New Vision reported on 27 June that spreading information about contraceptives and the dangers of teenage pregnancy is a priority area that needs to be addressed, experts say. As such, Reproductive Health Uganda (RHU) has joined the health centres in Kabarole to sensitise young people about teenage pregnancy. RHU spokesperson Martha Songa noted that the organization hoped to benefit from the $30 million (sh72b) loan that the government secured from the World Bank for reproductive health supplies that usually run out in many parts of the country. “Of this money, $18,949,654 (63 per cent) is meant for procuring reproductive health supplies. Combined with funding from UNFPA and the government, $24,784,624 (about sh60b) is now available for procuring reproductive health commodities including family planning supplies for the next five years.” In Kabarole, injectables (Depo Provera) usually run out of stock. Read: New Vision
The Citizen reported on 27 June that the Minister for Information, Youth, Culture and Sports, Emmanuel Nchimbi, during his keynote address at the launch of the national life skills manual for youth has challenged them to become zealous in their endeavours to achieve their goals. Representing UNFPA, Chilanga Asmani said, "UNFPA is determined to spearhead emphasis on the issues pertaining to the youth in the country.” Read: The Citizen
The Guardian reported on 27 June that UNFPA Country Representative Julitta Onabanjo has commended humanitarian workers in the country for their support during emergencies. "At the best of times and in the best of situations, issues related to sexual and reproductive health rights including HIV/AIDS and gender dynamics can be challenging. In times of crises these challenges are escalated," Dr. Onabanjo pointed out.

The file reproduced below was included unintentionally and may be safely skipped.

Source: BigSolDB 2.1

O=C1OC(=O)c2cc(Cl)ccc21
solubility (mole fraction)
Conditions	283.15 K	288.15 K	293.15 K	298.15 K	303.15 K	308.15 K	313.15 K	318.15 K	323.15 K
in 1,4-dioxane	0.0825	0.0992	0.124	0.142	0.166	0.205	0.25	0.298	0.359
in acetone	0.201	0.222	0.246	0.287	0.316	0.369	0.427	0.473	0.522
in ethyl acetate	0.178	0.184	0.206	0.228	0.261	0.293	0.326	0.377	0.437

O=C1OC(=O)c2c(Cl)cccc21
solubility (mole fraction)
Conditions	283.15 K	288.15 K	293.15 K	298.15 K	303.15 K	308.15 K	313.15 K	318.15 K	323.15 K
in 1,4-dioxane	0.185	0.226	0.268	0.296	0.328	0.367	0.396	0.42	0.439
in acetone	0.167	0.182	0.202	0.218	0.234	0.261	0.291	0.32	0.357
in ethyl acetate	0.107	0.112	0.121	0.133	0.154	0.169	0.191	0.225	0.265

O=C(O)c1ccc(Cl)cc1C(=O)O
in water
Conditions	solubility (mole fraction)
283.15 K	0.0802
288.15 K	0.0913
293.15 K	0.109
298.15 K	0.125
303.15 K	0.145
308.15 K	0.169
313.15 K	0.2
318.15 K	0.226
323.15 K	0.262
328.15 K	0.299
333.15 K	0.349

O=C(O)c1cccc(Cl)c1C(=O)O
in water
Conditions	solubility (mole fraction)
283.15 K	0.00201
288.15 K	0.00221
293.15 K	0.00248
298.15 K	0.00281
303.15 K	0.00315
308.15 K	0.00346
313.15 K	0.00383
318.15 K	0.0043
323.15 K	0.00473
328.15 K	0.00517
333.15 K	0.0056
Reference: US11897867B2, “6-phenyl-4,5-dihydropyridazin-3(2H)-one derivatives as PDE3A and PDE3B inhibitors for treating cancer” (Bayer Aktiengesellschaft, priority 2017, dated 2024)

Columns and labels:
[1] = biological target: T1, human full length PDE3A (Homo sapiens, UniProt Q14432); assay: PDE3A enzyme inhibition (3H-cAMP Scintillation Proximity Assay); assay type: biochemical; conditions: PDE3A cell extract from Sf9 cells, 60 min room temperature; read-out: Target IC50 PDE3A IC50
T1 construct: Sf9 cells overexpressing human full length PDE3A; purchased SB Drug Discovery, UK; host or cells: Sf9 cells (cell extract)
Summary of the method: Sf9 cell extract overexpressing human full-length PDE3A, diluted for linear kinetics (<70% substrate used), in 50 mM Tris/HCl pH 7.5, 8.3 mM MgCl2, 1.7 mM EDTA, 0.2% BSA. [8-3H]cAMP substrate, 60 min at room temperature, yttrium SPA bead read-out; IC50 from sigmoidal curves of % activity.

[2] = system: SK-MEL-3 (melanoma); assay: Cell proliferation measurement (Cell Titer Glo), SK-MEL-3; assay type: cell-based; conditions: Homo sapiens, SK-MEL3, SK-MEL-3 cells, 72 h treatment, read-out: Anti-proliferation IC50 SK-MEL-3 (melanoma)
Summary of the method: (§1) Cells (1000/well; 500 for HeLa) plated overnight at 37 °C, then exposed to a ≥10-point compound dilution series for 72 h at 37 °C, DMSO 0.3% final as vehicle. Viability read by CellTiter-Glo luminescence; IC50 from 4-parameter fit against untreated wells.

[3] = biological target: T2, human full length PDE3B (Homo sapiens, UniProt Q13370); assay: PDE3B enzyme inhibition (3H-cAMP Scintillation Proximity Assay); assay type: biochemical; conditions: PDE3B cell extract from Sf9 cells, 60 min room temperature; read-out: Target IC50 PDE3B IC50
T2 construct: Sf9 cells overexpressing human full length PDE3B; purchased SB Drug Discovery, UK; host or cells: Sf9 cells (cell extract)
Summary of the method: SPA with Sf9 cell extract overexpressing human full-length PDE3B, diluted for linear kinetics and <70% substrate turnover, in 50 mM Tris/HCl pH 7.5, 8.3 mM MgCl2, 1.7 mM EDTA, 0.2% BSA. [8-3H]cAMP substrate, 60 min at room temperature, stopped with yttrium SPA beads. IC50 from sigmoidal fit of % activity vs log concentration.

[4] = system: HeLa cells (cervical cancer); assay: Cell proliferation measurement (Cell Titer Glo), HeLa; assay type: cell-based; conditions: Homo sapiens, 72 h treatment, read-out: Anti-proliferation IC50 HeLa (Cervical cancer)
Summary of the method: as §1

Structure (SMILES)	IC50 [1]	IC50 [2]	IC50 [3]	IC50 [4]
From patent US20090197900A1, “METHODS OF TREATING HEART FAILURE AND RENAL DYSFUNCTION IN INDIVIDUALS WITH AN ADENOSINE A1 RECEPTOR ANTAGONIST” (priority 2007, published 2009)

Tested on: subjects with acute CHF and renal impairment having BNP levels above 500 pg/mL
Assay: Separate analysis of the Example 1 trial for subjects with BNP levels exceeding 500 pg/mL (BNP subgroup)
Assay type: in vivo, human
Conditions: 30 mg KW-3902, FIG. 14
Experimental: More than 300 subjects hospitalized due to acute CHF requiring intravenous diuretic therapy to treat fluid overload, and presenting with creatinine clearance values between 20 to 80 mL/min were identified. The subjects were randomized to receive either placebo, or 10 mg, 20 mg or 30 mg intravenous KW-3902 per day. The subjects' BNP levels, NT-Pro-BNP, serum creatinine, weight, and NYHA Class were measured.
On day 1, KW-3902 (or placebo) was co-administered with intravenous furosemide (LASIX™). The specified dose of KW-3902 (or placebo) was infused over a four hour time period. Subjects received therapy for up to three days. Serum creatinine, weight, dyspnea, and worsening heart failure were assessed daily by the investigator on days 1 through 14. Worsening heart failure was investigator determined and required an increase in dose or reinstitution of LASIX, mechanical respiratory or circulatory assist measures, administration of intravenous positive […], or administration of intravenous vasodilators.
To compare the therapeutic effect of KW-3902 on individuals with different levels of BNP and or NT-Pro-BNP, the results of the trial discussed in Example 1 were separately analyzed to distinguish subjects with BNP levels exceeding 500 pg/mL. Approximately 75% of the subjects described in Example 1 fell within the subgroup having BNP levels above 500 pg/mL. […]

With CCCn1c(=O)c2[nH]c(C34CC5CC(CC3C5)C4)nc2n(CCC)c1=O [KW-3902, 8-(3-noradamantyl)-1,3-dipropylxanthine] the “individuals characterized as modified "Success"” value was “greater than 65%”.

IRIN reported on 27 June that in the past, midwives helped women give birth at home, but there are no longer enough of them for this to be possible. “It makes more sense for the few trained midwives to be stationed at facilities so that they can see more women than for them to be scattered across areas,” said Meisie Lerutla, National Programme Officer for Sexual and Reproductive Rights at the United Nations Population Fund in South Africa. Read: IRIN
Foreign Policy published a blog by Mara Hvistendahl on 27 June arguing that sex selection hit China the same year the AIIMS experiments began. The country accepted Western aid belatedly, in 1979. But after years of being kept out of the Middle Kingdom, UNFPA and IPPF jumped at the opportunity to play a role in the world's most populous country, with UNFPA chipping in $50 million for computers, training, and publicity on the eve of the one-child policy's unveiling. Publicly, officers at both UNFPA and IPPF claimed China's new policy relied on the Chinese people's exceptional knack for communalism. But, according to Columbia University historian Matthew Connelly's account of the population control movement, Fatal Misconception, in January 1980 IPPF information officer Penny Kane privately fretted about local officials' evident interest in meeting the new birth quotas through forced abortions. Accounts of those eventually leaked out, as did reports of sex-selective abortions. In 1982, Associated Press correspondent Victoria Graham warned that those augured a spreading trend. "These are not isolated cases," she wrote, adding: "Demographers are warning that if the balance between the sexes is altered by abortion and infanticide, it could have dire consequences." Today, some of those dire consequences have become alarmingly apparent. Part of that is the extent to which organizations like UNFPA have found themselves unable to perform legitimate services in the developing world because of their historic connection to population control. Read: Foreign Policy